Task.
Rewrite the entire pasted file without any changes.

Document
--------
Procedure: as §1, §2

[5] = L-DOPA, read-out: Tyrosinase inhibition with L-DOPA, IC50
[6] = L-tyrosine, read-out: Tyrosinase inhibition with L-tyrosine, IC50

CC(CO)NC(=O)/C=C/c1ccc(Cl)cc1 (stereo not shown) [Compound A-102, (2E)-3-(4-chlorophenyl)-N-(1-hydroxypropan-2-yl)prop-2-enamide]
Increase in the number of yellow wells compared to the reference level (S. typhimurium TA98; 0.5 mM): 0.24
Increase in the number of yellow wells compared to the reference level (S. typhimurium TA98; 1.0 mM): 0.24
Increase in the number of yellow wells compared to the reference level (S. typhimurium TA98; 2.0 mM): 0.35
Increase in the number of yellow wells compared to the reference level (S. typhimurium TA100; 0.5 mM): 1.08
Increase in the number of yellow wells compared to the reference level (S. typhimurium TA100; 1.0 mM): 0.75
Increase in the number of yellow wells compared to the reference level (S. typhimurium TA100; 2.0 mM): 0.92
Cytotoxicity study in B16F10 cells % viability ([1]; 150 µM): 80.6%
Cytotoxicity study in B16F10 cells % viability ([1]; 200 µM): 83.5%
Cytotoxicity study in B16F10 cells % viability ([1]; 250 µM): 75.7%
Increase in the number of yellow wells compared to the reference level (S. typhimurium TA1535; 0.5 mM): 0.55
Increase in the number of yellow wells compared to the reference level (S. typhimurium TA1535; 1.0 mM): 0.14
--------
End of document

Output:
Procedure: as §1, §2

[5] = L-DOPA, read-out: Tyrosinase inhibition with L-DOPA, IC50
[6] = L-tyrosine, read-out: Tyrosinase inhibition with L-tyrosine, IC50

CC(CO)NC(=O)/C=C/c1ccc(Cl)cc1 (stereo not shown) [Compound A-102, (2E)-3-(4-chlorophenyl)-N-(1-hydroxypropan-2-yl)prop-2-enamide]
Increase in the number of yellow wells compared to the reference level (S. typhimurium TA98; 0.5 mM): 0.24
Increase in the number of yellow wells compared to the reference level (S. typhimurium TA98; 1.0 mM): 0.24
Increase in the number of yellow wells compared to the reference level (S. typhimurium TA98; 2.0 mM): 0.35
Increase in the number of yellow wells compared to the reference level (S. typhimurium TA100; 0.5 mM): 1.08
Increase in the number of yellow wells compared to the reference level (S. typhimurium TA100; 1.0 mM): 0.75
Increase in the number of yellow wells compared to the reference level (S. typhimurium TA100; 2.0 mM): 0.92
Cytotoxicity study in B16F10 cells % viability ([1]; 150 µM): 80.6%
Cytotoxicity study in B16F10 cells % viability ([1]; 200 µM): 83.5%
Cytotoxicity study in B16F10 cells % viability ([1]; 250 µM): 75.7%
Increase in the number of yellow wells compared to the reference level (S. typhimurium TA1535; 0.5 mM): 0.55
Increase in the number of yellow wells compared to the reference level (S. typhimurium TA1535; 1.0 mM): 0.14